I do not think whether we are feeling miserable or not matters. I think it is using the word miserable in the old sense — meaning an object of pity. That a person can be a proper object of pity when he is not feeling miserable, you can easily understand if you imagine yourself looking down from a height on two crowded express trains that are traveling towards one another along the same line at 60 miles an hour. You can see that in forty seconds there will be a head-on collision. I think it would be very natural to say about the passengers of these trains, that they were objects of pity. This would not mean that they felt miserable themselves; but they would certainly be proper objects of pity. I think that is the sense in which to take the word 'miserable'. The Prayer Book does not mean that we should feel miserable but that if we could see things from a sufficient height above we should all realize that we are in fact proper objects of pity.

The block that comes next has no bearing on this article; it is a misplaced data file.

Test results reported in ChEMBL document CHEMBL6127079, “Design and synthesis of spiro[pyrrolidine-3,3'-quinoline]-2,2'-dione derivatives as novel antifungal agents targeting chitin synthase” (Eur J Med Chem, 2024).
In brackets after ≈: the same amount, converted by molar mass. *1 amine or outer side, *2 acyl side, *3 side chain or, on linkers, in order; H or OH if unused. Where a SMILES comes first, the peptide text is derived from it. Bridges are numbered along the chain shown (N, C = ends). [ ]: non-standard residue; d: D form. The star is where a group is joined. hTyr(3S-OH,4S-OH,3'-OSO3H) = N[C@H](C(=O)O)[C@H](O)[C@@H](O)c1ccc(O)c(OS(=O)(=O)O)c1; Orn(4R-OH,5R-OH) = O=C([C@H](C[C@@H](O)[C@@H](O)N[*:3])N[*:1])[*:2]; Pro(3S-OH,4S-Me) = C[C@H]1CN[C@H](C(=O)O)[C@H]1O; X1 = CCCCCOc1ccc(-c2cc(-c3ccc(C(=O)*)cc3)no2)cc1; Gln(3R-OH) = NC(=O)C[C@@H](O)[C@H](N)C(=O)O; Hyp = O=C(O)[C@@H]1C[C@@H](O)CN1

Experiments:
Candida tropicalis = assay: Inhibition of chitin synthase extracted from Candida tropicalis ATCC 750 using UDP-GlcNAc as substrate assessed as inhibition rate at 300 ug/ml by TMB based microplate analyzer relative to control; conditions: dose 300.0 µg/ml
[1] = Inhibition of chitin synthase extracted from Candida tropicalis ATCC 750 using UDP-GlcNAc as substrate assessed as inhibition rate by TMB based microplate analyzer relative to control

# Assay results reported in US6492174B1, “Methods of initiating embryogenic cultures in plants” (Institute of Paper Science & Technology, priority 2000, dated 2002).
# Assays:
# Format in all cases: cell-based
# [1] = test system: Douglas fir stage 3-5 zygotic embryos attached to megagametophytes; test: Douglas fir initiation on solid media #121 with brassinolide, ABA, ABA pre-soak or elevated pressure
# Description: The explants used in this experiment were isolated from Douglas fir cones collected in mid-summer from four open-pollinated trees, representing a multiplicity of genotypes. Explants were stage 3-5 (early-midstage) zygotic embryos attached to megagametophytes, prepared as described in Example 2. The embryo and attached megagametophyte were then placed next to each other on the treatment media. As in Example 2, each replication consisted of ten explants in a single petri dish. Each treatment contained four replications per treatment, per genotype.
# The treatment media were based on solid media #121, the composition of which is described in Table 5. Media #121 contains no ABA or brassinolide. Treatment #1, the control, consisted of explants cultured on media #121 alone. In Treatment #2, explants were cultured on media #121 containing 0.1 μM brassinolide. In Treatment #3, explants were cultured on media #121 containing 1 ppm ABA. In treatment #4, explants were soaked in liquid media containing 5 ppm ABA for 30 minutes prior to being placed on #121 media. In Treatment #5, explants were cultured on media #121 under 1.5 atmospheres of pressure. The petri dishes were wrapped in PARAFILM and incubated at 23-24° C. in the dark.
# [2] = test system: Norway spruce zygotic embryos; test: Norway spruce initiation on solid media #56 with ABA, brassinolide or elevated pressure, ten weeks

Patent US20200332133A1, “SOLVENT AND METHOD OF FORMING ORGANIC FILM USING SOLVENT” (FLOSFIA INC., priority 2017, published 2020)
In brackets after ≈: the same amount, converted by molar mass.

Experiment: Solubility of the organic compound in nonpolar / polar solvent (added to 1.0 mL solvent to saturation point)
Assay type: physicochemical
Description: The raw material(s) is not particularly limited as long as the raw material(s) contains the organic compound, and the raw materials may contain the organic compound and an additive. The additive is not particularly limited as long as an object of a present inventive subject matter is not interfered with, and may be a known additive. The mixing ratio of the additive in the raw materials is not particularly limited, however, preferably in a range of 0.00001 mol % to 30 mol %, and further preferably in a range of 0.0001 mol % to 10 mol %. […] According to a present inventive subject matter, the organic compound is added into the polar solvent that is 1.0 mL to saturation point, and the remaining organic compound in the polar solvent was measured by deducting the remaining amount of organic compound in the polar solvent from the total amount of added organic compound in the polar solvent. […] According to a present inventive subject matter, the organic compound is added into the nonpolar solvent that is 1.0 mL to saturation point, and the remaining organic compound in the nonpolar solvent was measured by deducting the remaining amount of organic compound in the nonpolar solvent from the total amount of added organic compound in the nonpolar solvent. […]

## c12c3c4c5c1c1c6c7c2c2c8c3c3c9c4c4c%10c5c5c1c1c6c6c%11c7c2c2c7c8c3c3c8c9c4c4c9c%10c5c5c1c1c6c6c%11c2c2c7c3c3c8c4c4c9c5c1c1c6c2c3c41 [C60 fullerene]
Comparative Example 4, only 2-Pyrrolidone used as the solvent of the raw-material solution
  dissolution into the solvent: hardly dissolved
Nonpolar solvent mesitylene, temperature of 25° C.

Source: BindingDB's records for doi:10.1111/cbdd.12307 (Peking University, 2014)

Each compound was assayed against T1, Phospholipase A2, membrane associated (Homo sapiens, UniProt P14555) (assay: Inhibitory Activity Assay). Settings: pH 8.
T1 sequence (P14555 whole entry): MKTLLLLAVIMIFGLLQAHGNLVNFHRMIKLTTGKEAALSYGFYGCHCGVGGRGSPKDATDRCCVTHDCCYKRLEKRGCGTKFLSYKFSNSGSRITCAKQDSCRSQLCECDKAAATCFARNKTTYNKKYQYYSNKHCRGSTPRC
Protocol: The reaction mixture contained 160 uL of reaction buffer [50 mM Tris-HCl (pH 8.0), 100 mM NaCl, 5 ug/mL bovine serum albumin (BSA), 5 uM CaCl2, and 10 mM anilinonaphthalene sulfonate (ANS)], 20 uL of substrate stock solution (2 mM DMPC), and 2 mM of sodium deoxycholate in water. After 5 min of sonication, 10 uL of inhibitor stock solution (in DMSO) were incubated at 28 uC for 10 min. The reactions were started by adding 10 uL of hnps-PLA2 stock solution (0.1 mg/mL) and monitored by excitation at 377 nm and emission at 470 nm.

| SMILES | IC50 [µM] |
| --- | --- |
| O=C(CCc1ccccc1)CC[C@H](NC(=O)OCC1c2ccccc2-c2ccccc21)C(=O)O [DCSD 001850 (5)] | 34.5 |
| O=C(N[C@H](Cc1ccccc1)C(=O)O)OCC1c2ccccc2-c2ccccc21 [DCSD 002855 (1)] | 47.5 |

Can we do this alone?
As to the other one, about the burden of our sins being intolerable, it might be clearer if we said 'unbearable', because that still has two meanings: you say T cannot bear it,' when you mean it gives you great pain, but you also say 'That bridge will not bear that truck' — not meaning 'That bridge will feel pain,' but 'If that truck goes on to it, it will break and not be a bridge any longer, but a mass of rubble.' I wonder if that is what the Prayer Book means; that, whether we feel miserable or not, and however we feel, there is on each of us a load which, if nothing is done about it, will in fact break us, will send us from this world to whatever happens afterwards, not as souls but as broken souls.